Stung and exasperated at the tendentious attitude of the Southern delegates at calling the unity of Nigeria to question and at worst actively wishing the disintegration of Nigeria, the Lamido rallied and issued a counter threat
“If something happens and the country disintegrates, God forbids, many of those who are shouting their heads off will have nowhere to go…But I and the people of Adamawa and many others have got somewhere to go. I am the Lamido of Adamawa and my kingdom transcends Nigeria and Cameroun. The larger part of my kingdom is in the Republic of Cameroun and a part of that kingdom is in Chad Republic. Mr Chairman, a part of that kingdom, in Cameroun there is a state called Adamawa presently in Cameroun. So, if I run to that place, I will easily assimilate”.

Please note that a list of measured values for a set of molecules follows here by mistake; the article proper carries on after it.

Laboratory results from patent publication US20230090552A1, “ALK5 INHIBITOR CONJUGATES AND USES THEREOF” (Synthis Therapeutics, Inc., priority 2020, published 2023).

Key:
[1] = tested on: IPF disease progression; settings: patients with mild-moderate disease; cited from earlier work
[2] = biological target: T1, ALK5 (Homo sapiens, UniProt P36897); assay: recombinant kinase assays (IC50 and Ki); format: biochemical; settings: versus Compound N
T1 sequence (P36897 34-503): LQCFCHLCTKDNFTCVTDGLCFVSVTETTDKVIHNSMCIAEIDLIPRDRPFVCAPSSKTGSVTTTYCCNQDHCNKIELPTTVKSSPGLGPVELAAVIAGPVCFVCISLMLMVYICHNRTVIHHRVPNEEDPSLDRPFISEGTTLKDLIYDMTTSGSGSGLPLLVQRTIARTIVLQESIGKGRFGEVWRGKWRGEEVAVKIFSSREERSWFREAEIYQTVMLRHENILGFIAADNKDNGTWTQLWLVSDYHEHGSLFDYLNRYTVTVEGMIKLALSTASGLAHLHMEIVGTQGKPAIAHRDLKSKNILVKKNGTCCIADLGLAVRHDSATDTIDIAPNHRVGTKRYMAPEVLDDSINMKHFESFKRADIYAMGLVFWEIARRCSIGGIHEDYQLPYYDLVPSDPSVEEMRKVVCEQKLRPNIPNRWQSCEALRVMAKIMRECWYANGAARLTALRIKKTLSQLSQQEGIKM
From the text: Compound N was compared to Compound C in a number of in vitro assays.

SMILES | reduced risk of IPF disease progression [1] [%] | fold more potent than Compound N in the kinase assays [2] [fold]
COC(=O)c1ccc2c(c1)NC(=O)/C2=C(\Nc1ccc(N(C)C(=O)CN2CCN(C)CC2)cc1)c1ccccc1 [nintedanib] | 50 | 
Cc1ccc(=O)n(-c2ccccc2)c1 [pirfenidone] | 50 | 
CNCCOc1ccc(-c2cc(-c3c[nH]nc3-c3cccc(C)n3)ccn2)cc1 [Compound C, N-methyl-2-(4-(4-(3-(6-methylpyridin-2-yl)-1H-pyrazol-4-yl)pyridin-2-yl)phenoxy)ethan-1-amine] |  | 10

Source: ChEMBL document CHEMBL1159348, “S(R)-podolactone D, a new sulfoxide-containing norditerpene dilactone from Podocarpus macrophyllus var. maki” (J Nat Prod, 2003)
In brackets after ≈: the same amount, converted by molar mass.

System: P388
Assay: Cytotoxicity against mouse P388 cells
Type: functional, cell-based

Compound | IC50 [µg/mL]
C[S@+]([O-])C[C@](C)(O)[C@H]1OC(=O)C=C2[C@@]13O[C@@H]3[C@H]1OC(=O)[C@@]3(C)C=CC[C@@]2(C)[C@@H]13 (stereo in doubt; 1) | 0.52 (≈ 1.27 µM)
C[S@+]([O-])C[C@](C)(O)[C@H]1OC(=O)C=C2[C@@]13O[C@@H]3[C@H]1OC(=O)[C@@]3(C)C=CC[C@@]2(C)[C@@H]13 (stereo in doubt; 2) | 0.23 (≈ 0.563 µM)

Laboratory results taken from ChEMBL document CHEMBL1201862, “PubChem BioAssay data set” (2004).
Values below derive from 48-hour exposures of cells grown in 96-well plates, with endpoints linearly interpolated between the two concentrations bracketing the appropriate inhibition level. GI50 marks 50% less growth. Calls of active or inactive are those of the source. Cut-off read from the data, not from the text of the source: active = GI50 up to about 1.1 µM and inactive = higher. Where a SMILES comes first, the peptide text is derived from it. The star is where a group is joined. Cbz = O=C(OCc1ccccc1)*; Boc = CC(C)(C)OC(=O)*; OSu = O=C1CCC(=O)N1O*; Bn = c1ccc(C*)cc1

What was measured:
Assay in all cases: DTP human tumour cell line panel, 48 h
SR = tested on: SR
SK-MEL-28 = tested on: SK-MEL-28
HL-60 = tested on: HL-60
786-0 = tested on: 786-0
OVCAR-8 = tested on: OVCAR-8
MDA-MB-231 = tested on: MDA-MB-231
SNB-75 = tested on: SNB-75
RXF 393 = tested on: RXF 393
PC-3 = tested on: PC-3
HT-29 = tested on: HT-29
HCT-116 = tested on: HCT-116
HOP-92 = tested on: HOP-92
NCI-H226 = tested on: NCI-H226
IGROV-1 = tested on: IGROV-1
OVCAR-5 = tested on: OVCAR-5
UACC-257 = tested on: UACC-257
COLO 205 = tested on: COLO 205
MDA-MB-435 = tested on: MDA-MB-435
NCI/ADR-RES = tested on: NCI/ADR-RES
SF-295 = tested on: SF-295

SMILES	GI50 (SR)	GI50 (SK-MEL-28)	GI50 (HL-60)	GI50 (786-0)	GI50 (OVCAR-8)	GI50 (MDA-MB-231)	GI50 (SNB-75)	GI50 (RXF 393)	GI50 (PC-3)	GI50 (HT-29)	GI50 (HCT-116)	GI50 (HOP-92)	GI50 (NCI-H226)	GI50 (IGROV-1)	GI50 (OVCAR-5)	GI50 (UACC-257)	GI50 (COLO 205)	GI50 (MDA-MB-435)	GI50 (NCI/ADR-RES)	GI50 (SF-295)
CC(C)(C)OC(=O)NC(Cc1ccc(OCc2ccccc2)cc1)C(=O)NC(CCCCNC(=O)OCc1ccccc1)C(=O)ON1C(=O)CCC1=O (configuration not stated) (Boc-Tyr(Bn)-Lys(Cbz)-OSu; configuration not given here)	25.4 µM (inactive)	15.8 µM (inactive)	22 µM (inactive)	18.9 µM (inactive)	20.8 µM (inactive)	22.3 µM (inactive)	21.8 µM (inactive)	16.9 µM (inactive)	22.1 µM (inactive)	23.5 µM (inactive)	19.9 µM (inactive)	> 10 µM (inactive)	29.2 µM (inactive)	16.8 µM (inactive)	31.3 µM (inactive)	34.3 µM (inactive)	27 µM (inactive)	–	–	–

Subsequently I watched a video clip of this outburst and my first impression was that the Lamido was more in mockery and less in earnest. I was immediately cautioned that from the abundance of the heart does the mouth speak. And far away in Crimea, the Lamido was echoed quite trenchantly in the Russian President Vladimir Putin who went a step further to translate the shared irredentist sentiments into the action and deed of annexing Crimea-where the ethnic Russian population predominate. Before the Lamido, there were the towering political figures of Sir Ahmadu Bello and Chief Obafemi Awolowo. The former loudly regretted the mistake of 1914 and the latter argued that Nigeria was a mere geographical expression.